5. Saving water – a common myth and the challenge of the century

Saving water while maintaining hygiene standards is one of the biggest challenges of all for sanitary facilities – especially in poor and dry regions of the world. In this part of the world, however, excessive water savings can actually be counterproductive: wastewater companies need used water to flush the sewers. Warm water, on the other hand, should be used as economically as possible. Touchless fittings can be a great help in that respect. The current generation of mixers, hand showers and rainfall showers noticeably reduces water consumption – without sacrificing convenience. Today’s rimless toilets need less and less water for efficient flushing too. And showering not only uses less water than taking a bath, it saves energy as well – while an on-trend level access shower both increases the attraction of taking a shower and improves the technical standard of the bathroom.

6. Recycling – factor the service life of the products into the planning

Perhaps because a bathroom has an average service life of 15 to 20 years, the end of its life is rarely given consideration during the planning stage. But that’s changing, because recycling is one of the main arguments in favour of sustainable planning. Using materials that are unproblematic to recycle is one of the top priorities. And the bathroom sector has good arguments in its favour, because the ceramic or steel enamel used for sanitaryware aren’t just extremely durable (and might even end up doing a few years of extra service in a cow field), they’re 100% recyclable as well. At the same time, however, there will probably be more focus on the materials that remain invisible or are used behind the wall in future too. And concepts with replaceable components could also provide valuable solutions, partly because they make for greater repairability.

7. Enduring design: timeless, attractive and yet still individual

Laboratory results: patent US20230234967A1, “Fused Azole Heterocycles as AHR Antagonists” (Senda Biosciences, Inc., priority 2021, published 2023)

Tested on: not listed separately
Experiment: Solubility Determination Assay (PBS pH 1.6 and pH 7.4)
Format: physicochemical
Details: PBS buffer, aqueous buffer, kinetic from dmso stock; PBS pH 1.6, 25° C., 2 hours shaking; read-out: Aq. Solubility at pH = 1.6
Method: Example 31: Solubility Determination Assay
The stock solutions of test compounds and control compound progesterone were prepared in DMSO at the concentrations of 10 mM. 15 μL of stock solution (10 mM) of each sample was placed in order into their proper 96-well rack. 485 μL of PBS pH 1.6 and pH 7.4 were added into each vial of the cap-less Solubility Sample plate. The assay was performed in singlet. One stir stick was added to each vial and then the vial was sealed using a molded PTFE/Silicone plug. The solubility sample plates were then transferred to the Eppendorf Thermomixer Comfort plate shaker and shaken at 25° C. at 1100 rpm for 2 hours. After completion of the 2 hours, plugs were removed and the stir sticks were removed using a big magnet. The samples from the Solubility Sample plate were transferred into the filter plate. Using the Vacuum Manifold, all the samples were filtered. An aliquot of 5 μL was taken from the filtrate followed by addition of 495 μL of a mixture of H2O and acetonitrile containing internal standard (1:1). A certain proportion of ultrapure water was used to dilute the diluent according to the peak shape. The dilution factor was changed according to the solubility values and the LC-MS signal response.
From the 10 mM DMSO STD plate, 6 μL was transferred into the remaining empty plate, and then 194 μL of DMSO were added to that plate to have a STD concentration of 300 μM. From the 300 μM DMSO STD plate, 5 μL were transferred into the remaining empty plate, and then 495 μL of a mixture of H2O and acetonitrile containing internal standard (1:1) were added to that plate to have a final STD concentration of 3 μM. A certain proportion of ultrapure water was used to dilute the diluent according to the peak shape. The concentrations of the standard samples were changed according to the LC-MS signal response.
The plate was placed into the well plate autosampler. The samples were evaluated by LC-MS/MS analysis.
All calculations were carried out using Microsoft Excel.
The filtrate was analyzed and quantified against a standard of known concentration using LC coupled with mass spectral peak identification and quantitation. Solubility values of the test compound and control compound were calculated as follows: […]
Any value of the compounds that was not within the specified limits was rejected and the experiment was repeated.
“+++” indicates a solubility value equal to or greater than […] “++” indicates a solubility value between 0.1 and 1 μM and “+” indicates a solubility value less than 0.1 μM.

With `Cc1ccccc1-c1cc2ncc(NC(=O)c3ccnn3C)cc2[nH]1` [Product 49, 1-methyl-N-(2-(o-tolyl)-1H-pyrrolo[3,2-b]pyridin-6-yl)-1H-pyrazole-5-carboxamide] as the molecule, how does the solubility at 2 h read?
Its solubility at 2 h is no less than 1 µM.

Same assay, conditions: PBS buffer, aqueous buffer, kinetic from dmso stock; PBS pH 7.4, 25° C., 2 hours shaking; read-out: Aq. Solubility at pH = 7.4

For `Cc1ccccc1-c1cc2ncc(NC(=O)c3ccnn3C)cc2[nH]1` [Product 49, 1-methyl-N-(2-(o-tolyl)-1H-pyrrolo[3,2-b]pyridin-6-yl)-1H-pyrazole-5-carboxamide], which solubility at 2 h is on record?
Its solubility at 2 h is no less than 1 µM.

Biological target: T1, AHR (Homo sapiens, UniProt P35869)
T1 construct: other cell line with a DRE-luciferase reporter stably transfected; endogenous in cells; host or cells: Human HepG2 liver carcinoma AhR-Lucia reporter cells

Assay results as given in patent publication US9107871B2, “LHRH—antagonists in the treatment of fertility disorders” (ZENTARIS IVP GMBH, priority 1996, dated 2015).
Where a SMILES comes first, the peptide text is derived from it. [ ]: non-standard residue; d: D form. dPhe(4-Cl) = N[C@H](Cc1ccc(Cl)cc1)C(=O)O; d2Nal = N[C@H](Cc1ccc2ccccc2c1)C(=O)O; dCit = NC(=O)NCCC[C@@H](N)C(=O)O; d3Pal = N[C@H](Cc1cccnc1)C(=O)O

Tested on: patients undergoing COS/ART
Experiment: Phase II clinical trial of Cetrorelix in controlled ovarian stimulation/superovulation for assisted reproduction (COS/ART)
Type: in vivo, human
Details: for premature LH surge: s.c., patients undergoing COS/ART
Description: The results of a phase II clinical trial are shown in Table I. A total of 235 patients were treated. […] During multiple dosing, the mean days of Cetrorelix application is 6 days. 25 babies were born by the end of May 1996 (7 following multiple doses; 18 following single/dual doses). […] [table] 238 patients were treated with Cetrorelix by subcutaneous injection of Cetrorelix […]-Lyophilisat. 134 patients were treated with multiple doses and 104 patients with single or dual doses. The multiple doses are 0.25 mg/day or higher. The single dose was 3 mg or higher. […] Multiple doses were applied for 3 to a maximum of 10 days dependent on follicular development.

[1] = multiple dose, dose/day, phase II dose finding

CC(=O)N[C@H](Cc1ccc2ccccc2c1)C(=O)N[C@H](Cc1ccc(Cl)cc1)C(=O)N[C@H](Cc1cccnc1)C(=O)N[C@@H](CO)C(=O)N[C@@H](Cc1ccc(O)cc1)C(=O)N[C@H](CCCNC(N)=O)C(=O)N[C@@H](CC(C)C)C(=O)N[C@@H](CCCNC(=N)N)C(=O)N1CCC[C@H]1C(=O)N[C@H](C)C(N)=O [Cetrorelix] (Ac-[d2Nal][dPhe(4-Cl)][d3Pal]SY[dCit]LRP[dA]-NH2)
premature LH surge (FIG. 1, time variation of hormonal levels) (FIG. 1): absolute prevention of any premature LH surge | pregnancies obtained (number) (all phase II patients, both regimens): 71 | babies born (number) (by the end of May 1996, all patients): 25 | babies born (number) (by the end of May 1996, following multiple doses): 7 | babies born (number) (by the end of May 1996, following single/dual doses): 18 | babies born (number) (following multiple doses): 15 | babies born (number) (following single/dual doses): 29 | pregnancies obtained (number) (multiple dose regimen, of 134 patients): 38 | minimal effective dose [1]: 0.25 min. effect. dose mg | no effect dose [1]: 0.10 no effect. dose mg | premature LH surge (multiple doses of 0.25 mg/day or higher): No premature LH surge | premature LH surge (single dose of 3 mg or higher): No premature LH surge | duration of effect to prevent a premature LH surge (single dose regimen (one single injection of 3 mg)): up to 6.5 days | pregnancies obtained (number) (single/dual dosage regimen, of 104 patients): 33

Ensuring that bathroom products are used for as long as possible is an important aspect of the Green Bathroom. Design that stands the test of time and a high level of product quality guarantee a long useful life. Ideally, the bathroom will change and adapt to users’ requirements as they enter different stages of their lives. An up-to-date look and personal style preferences can be implemented by using accessories or renovating the walls and floor. Ideally, the sanitaryware provides a blank canvas or platform on which the user can stage their bathroom.

8. Interior design: floral patterns, natural wood, but all of it water-resistant

In addition to the technical level, the symbolic power of images plays an important role in the design of a Green bathroom too, because it has a considerable influence on how pleasant the space is to spend time in. The interior design of a Green Bathroom can be straightforward, simple and understated to emphasise its sustainability. But it can also reference natural elements to create a green feeling: with floral patterns and wallpapers, for instance, or with natural materials and surfaces, lighting that adapts to the time of day or quite simply with a green colour scheme. Natural-looking premium finishes can be used to imitate nature, and the latest outdoor products look great in the bathroom too. But what all these design elements have in common is that they’re suitable for use in warm, humid conditions.


For the ISH digital 2021, we have visualised a Green Bathroom and a Smart Bathroom in a special installation. For a 360-degree tour of the exhibition, click here.